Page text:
By the time you read this, Niki and I will be in Kansas City, Missouri. On Wednesday, September 18, I will be giving the opening keynote for the Epilepsy Foundation Leadership Conference. From there we are headed to Indianapolis for the annual Indy Disney Meet.
Most Disney fans, myself included, associate Kansas City with Walt Disney’s first studio, Laugh O’ Gram Studios. Kansas City is also home to Union Station, the same station where, following the bankruptcy, Walt boarded a train with $40, a single suitcase, and a one-way ticket to California. The rest, of course, is history.
While in town, Niki and I will make stops at Laugh O’ Gram Studios and Union Station. But I also want to take time to check out the Kansas City Library. A visit there is long overdue. Why? Because it was at this library that Walt Disney checked out a book that taught him everything he needed to know to begin his career in animation. “Finding that book was one of the most important and useful events in my life. It happened at just the right time.”
Walt valued the importance of learning the right things at the right time. His formal education never went past the 9th grade. Nonetheless, he was always challenging himself to learn as much on his own as possible.
He challenged others, too.
Disney Legend Bob Gurr once told me that after his successes with the cars in Autopia and the vehicles on Main Street, Walt wanted him to design the Matterhorn. Bob, hating roller coasters, tried to get out of the gig by saying, “I know nothing about roller coasters, Walt. I’m terrified of them and have never even been on one.”
Walt’s response? “Well, Bobby, it’s time you learn.”
The same thing happened to Sleeping Beauty Castle designer John Hench when Walt asked him to design the new Plaza Inn Restaurant. “Walt, I don’t know anything about designing restaurants.”
“Well, John, it’s time you learn.” Walt responded.
When Walt asked Xavier “X” Atencio to write the lyrics to a song that guests could sing while riding Pirates of the Caribbean, he too had nearly the exact same conversation, “But Walt, I don’t know anything about songwriting.”
“Well, Xavier, it’s time you learn.”
In the United States, September is “Back to School” time. But good luck figuring out when kids are actually due back in the classroom. It used to be that everyone returned right after the Labor Day Holiday. Today, some schools start as early as the first week of August, others still hold out for Labor Day, while some never stop at all…opting for a 12-month schedule with “mini” breaks throughout the year.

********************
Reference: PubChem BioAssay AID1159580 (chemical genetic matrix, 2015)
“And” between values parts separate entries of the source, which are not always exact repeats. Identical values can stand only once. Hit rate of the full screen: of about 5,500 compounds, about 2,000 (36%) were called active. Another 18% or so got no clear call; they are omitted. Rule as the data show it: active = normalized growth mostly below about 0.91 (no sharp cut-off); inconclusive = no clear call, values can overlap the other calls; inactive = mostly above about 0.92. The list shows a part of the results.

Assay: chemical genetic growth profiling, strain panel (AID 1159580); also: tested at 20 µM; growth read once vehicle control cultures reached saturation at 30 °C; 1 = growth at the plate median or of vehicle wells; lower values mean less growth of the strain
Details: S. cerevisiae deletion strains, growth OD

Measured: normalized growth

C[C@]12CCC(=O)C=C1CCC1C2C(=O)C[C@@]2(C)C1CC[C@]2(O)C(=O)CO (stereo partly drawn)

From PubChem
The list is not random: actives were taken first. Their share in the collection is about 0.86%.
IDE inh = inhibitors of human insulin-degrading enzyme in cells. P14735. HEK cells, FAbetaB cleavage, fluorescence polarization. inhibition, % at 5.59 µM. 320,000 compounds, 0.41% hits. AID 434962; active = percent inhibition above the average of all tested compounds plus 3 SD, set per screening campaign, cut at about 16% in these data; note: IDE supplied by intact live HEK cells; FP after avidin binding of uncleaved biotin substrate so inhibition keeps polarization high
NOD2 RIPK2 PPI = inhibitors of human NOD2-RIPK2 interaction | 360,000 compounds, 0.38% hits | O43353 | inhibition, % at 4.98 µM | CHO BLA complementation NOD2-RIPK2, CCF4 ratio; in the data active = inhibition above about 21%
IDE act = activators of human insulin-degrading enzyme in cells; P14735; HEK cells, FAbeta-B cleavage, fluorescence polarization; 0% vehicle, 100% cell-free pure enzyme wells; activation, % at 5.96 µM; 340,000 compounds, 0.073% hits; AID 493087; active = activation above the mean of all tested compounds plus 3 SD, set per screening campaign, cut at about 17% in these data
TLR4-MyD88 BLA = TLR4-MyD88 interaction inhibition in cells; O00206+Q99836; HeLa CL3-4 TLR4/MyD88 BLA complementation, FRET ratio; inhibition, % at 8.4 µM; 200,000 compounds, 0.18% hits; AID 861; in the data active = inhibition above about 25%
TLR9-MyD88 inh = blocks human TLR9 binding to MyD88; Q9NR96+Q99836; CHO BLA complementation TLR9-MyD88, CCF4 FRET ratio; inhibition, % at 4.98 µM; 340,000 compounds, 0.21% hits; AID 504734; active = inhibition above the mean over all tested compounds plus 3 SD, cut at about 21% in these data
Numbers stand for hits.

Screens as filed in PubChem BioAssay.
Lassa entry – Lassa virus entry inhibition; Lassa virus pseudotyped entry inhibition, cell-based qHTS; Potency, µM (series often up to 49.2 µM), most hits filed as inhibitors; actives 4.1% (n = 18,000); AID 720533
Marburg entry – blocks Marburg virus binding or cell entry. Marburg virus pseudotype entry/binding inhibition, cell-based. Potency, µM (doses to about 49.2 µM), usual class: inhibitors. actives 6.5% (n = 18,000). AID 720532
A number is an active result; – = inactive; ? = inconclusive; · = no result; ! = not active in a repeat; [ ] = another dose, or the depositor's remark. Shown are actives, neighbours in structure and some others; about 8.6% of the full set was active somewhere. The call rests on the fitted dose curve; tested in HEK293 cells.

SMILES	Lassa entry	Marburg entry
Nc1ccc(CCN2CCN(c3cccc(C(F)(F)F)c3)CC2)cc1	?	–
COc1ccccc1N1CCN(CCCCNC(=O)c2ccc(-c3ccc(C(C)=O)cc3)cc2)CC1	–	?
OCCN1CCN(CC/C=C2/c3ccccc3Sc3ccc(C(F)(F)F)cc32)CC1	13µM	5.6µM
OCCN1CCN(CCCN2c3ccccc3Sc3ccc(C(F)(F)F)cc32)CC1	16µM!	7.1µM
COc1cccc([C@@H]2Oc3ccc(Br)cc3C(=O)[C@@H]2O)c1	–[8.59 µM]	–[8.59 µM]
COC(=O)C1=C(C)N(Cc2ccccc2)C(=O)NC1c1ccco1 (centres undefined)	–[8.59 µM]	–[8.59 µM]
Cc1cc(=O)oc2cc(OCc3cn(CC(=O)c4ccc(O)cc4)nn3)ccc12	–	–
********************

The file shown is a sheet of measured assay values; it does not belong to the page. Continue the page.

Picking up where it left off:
Adding to the confusion, the Governor of Virginia recently repealed the “Kings Dominion Law.” This law, dating back to 1986 and supported by theme park lobbyists and other businesses dependent on summer tourists, required school districts to wait until after Labor Day to start classes. Now, as long as students get a four-day Labor Day weekend, schools in Virginia can open as early as two weeks before the traditional Labor Day start.
There are arguments for and against starting in August vs. waiting until September. As an educator, I don’t think it matters either way. Why? Because the best lesson we can teach our children is that learning never needs a season. When you want to know something, you don’t have to wait for school to open, classes to start, or an assignment to be given.
As I was getting ready to teach my own classes this semester, I learned that my favorite professor, Dr. Stan Nelson, had died. I wrote about Dr. Nelson in my first book, The Wisdom of Walt. The story about the professor who recorded his lecture in advance of an absence and interrupted his instruction to admonish me to “stop looking out the window,” that was Dr. Nelson.
Dr. Nelson taught me a lot about life, faith, and theology. Mostly, he taught me the importance of education and life-long learning. “The saddest day of my life was the day I graduated with my Ph.D.,” he once said. “It was only then that I realized how much I don’t know.”
Despite the advent of the internet and living in the information age, I fear that we are learning less and less. Today, education is the one thing many Americans are willing to pay for, but most don’t truly want.
My challenge to you this week is to follow Walt’s example. Go to your local library and check out a book on a subject that sparks your own curiosity. I want to hear from you about your book, and I will check back with you in two weeks about the book I am reading.
If you don’t know where your local library is, don’t have a library card, or have never checked out a book…that’s okay.
It’s time you learn.
“There is more treasure in books than in all the pirates’ loot on Treasure Island and at the bottom of the Spanish Main…and best of all, you can enjoy these riches every day of your life.”